Advocates say such a bomber could strike key targets, like deeply buried command bunkers or air defense sites, in the first minutes of a war to make it safe for subsequent attack by other bombers or fighter aircraft.

With its speed and altitude, such a bomber would be out of reach of conventional air defenses.

Weapons dropped from the height of space would have such destructive power when they reached the ground that they would have no need for explosive warheads. They would be well suited to act as "bunker busters"--bombs that seek to pierce the reinforced concrete walls that are increasingly used to shield underground command centers.

But though this would be its initial mission, many observers around the globe would quickly focus on the extraterrestrial uses of such a fearsome-sounding plane, analysts said.

Some would see it as "the camel's nose under the tent," said James M. Lindsay, a Brookings Institution scholar and former National Security Council staff member.

John E. Pike, director of the GlobalSecurity.org research organization, predicted that, with its Buck Rogers overtones, the space bomber "would become the poster child for the militarization of space."

Europeans and Asians who are already nervous about America's growing lead in military hardware would see this technology as an unsettling new example and raise new questions about American "hegemonism," he predicted.

But others argue that the migration of the military into space is inevitable and that the United States, with the most to lose, must take advantage of promising technologies before others do.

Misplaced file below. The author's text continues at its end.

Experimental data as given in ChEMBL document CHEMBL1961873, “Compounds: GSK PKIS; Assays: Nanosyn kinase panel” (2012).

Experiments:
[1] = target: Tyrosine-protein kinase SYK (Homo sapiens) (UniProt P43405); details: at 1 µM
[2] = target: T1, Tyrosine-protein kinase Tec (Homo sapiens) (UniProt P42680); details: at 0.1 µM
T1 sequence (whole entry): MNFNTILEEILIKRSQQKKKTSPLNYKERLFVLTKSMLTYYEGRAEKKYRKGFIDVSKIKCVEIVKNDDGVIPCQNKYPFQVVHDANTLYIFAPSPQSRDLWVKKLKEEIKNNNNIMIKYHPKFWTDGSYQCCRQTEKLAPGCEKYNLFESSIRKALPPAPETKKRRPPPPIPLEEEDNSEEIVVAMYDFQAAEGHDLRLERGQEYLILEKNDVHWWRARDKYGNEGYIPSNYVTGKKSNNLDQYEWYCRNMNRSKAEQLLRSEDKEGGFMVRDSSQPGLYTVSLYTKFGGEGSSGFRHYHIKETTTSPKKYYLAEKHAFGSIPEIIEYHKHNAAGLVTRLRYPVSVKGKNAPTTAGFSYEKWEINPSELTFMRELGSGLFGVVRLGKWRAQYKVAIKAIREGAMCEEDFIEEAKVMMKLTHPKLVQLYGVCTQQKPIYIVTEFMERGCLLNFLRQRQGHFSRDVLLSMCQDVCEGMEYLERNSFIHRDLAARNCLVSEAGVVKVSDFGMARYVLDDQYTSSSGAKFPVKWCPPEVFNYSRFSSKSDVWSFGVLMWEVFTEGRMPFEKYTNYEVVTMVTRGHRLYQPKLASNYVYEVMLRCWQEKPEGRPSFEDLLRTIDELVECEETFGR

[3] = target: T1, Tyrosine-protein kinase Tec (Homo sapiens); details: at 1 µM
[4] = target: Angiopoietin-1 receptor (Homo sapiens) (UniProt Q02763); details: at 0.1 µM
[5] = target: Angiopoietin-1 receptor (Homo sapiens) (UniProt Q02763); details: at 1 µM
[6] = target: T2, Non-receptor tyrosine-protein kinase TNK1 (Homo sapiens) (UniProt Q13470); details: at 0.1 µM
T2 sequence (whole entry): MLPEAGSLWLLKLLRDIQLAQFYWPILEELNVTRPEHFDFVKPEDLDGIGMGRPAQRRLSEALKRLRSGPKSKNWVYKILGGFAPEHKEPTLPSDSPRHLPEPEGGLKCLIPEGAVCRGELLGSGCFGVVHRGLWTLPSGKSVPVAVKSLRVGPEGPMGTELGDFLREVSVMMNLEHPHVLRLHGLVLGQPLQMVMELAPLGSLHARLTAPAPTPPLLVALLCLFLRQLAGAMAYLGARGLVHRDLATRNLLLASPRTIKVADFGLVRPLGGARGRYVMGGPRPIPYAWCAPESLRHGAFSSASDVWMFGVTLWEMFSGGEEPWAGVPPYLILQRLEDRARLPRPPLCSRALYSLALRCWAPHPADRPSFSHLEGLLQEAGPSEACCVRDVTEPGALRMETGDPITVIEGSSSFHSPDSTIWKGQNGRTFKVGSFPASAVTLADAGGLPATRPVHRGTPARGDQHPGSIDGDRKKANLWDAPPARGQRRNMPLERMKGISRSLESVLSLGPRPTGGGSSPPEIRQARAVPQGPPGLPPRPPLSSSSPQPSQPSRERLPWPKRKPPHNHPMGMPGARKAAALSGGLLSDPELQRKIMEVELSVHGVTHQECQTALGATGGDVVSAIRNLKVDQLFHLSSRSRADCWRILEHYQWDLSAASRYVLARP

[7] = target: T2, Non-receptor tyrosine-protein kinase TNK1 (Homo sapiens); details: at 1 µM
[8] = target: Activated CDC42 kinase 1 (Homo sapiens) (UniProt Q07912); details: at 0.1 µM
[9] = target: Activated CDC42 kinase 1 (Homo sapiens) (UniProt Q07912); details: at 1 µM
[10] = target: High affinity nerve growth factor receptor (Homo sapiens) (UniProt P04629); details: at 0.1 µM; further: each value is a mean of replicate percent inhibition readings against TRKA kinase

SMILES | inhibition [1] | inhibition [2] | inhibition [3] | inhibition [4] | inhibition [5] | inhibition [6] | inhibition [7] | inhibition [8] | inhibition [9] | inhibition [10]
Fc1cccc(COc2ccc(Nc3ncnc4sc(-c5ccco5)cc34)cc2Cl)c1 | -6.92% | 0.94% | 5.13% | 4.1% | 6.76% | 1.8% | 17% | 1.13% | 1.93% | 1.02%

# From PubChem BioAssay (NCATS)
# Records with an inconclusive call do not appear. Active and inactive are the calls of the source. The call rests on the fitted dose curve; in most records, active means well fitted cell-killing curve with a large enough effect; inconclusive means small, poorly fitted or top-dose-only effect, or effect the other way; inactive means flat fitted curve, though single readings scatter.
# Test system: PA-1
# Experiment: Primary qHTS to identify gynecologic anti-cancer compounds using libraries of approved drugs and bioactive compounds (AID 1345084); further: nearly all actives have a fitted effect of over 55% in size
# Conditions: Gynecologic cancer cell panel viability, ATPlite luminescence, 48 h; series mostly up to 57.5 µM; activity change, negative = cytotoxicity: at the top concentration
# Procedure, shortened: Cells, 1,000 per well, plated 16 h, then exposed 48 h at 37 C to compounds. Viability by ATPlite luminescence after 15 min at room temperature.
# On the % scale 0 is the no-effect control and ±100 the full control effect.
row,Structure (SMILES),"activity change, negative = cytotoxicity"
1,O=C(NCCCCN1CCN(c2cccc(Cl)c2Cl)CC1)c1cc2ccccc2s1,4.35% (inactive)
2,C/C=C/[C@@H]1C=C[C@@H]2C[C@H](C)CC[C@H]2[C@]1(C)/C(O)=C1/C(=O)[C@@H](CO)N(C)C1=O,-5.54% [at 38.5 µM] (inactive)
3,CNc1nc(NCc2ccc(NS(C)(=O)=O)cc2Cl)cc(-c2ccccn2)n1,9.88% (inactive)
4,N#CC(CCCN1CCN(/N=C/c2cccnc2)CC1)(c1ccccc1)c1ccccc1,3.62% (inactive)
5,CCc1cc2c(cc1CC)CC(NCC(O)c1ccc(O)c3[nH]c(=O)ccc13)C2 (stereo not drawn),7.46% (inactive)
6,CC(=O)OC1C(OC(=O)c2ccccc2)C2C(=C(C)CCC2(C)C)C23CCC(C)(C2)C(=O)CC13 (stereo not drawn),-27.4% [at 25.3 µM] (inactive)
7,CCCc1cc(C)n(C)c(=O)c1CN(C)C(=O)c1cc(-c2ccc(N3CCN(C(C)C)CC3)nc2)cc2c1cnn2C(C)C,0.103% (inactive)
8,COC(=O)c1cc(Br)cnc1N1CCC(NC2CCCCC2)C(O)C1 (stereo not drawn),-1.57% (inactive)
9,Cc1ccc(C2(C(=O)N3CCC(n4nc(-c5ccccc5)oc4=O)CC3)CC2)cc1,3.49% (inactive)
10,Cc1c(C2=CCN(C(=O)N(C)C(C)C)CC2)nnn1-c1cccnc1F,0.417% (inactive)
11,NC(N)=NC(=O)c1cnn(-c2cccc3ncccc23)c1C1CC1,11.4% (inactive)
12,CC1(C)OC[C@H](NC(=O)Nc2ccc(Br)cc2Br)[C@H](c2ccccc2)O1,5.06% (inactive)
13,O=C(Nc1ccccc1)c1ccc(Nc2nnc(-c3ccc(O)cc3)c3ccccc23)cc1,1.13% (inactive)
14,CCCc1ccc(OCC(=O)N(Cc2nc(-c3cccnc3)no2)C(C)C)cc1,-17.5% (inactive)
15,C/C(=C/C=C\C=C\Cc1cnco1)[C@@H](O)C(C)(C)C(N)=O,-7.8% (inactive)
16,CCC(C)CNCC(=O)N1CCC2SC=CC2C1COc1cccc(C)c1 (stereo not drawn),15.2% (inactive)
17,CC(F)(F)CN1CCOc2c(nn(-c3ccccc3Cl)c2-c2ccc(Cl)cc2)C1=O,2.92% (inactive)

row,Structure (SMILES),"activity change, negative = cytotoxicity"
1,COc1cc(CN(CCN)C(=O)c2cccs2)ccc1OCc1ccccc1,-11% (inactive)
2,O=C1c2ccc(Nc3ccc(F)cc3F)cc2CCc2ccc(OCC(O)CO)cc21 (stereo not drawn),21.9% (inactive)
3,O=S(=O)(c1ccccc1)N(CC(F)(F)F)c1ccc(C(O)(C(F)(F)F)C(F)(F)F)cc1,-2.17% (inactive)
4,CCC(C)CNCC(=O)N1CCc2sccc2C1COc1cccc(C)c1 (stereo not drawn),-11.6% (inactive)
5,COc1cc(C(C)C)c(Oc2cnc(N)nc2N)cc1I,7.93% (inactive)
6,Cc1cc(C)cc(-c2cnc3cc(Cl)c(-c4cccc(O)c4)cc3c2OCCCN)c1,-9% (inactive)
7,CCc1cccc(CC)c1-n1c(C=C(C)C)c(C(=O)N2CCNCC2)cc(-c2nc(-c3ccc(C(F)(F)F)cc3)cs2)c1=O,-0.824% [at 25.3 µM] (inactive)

Frank Gaffney, president of the Center for Security Policy, a pro-defense think tank with ties to Rumsfeld, called the spacecraft "one of the obvious transformational capabilities that I hope will be coming out of Rumsfeld's review" of the military.

He acknowledged that such a spacecraft "could be used just as easily for anti-satellite purposes as for targets on the ground."

Rumsfeld, who advocated a greater military use of space as chairman of a congressional study panel earlier this year, signaled his interest in the space bomber in a document that is a road map to the military reforms he wants to make.

Called "Guidance and Terms of Reference for the 2001 Quadrennial Defense Review," it offers guidance for the military planners who are devising changes to the armed forces and their strategy.

The paper is conceptual and largely avoids specifics on new military capabilities. In that context, the paper's direct assertion that a sub-orbital military space plane "would be valuable" is a strong statement of interest, said analyst Pike. The document makes no reference to how much such a craft might cost, but Pike speculated that it might run to a few billion dollars rather than tens of billions.

Over the years, designers have considered various approaches to military space planes, some with human pilots and some without. Most recent designs have involved reusable launch vehicles, in an effort to keep costs down.

One of the principal engineering challenges is developing propulsion systems powerful enough to carry the spacecraft not only through the atmosphere but also through the remainder of its trip.

Another challenge is developing thermal protection sufficient to stand up to the heat of atmospheric reentry, in which temperatures rise to thousands of degrees.

But the bigger issue is not one of physics but of cost, analysts say.

"It's very attractive, in principle," said Loren Thompson, chief operating officer of Lexington Institute, a Virginia think tank. "The key question is, can it be made affordable?"



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A Bomber That Blasts Off

Source: Federation of American Scientists

The Pentagon could move quickly on a "space bomber" if it chooses to adapt the X-33, which was under development for five years in Palmdale. It would be used to drop bombs from 60 miles up or more and could travel halfway around the world in 90 minutes